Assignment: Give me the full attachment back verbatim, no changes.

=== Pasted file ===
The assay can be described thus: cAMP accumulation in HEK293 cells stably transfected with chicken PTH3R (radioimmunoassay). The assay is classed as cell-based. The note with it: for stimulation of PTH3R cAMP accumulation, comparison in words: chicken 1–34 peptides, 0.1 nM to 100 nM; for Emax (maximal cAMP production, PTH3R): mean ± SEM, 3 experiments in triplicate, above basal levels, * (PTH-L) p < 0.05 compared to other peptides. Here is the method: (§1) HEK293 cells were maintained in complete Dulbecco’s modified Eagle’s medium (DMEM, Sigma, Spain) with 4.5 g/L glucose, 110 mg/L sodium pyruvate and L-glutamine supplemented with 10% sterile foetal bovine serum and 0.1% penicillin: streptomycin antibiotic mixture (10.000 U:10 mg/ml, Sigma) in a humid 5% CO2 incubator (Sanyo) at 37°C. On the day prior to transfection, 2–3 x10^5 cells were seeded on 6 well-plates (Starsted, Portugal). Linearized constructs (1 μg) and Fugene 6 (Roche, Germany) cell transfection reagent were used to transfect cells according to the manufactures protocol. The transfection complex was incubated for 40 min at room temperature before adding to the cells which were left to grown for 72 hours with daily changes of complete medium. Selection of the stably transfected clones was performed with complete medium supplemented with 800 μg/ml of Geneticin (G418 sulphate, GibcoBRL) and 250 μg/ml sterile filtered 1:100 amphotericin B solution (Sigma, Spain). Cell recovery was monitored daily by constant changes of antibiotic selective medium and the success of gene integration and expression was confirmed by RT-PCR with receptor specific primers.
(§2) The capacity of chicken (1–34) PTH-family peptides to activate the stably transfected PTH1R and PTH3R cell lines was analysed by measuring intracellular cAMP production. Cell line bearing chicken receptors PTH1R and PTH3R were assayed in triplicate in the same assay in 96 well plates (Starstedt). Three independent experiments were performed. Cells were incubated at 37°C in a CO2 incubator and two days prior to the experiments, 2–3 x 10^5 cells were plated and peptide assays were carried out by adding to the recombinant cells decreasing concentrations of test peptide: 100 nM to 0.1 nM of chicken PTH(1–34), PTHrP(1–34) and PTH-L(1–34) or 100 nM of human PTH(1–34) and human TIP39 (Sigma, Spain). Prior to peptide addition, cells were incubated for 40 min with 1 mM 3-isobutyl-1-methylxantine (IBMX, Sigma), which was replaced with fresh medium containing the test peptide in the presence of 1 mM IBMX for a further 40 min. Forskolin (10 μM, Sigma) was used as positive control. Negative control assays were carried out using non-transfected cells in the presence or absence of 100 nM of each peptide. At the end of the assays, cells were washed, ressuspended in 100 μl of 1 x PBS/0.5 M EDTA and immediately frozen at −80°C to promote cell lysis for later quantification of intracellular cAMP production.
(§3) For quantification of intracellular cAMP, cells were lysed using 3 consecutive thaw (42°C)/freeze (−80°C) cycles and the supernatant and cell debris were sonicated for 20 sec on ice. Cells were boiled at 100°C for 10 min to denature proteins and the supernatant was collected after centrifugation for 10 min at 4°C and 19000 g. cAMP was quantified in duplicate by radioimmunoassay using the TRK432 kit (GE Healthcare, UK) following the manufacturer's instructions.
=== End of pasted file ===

The assay can be described thus: cAMP accumulation in HEK293 cells stably transfected with chicken PTH3R (radioimmunoassay). The assay is classed as cell-based. The note with it: for stimulation of PTH3R cAMP accumulation, comparison in words: chicken 1–34 peptides, 0.1 nM to 100 nM; for Emax (maximal cAMP production, PTH3R): mean ± SEM, 3 experiments in triplicate, above basal levels, * (PTH-L) p < 0.05 compared to other peptides. Here is the method: (§1) HEK293 cells were maintained in complete Dulbecco’s modified Eagle’s medium (DMEM, Sigma, Spain) with 4.5 g/L glucose, 110 mg/L sodium pyruvate and L-glutamine supplemented with 10% sterile foetal bovine serum and 0.1% penicillin: streptomycin antibiotic mixture (10.000 U:10 mg/ml, Sigma) in a humid 5% CO2 incubator (Sanyo) at 37°C. On the day prior to transfection, 2–3 x10^5 cells were seeded on 6 well-plates (Starsted, Portugal). Linearized constructs (1 μg) and Fugene 6 (Roche, Germany) cell transfection reagent were used to transfect cells according to the manufactures protocol. The transfection complex was incubated for 40 min at room temperature before adding to the cells which were left to grown for 72 hours with daily changes of complete medium. Selection of the stably transfected clones was performed with complete medium supplemented with 800 μg/ml of Geneticin (G418 sulphate, GibcoBRL) and 250 μg/ml sterile filtered 1:100 amphotericin B solution (Sigma, Spain). Cell recovery was monitored daily by constant changes of antibiotic selective medium and the success of gene integration and expression was confirmed by RT-PCR with receptor specific primers.
(§2) The capacity of chicken (1–34) PTH-family peptides to activate the stably transfected PTH1R and PTH3R cell lines was analysed by measuring intracellular cAMP production. Cell line bearing chicken receptors PTH1R and PTH3R were assayed in triplicate in the same assay in 96 well plates (Starstedt). Three independent experiments were performed. Cells were incubated at 37°C in a CO2 incubator and two days prior to the experiments, 2–3 x 10^5 cells were plated and peptide assays were carried out by adding to the recombinant cells decreasing concentrations of test peptide: 100 nM to 0.1 nM of chicken PTH(1–34), PTHrP(1–34) and PTH-L(1–34) or 100 nM of human PTH(1–34) and human TIP39 (Sigma, Spain). Prior to peptide addition, cells were incubated for 40 min with 1 mM 3-isobutyl-1-methylxantine (IBMX, Sigma), which was replaced with fresh medium containing the test peptide in the presence of 1 mM IBMX for a further 40 min. Forskolin (10 μM, Sigma) was used as positive control. Negative control assays were carried out using non-transfected cells in the presence or absence of 100 nM of each peptide. At the end of the assays, cells were washed, ressuspended in 100 μl of 1 x PBS/0.5 M EDTA and immediately frozen at −80°C to promote cell lysis for later quantification of intracellular cAMP production.
(§3) For quantification of intracellular cAMP, cells were lysed using 3 consecutive thaw (42°C)/freeze (−80°C) cycles and the supernatant and cell debris were sonicated for 20 sec on ice. Cells were boiled at 100°C for 10 min to denature proteins and the supernatant was collected after centrifugation for 10 min at 4°C and 19000 g. cAMP was quantified in duplicate by radioimmunoassay using the TRK432 kit (GE Healthcare, UK) following the manufacturer's instructions.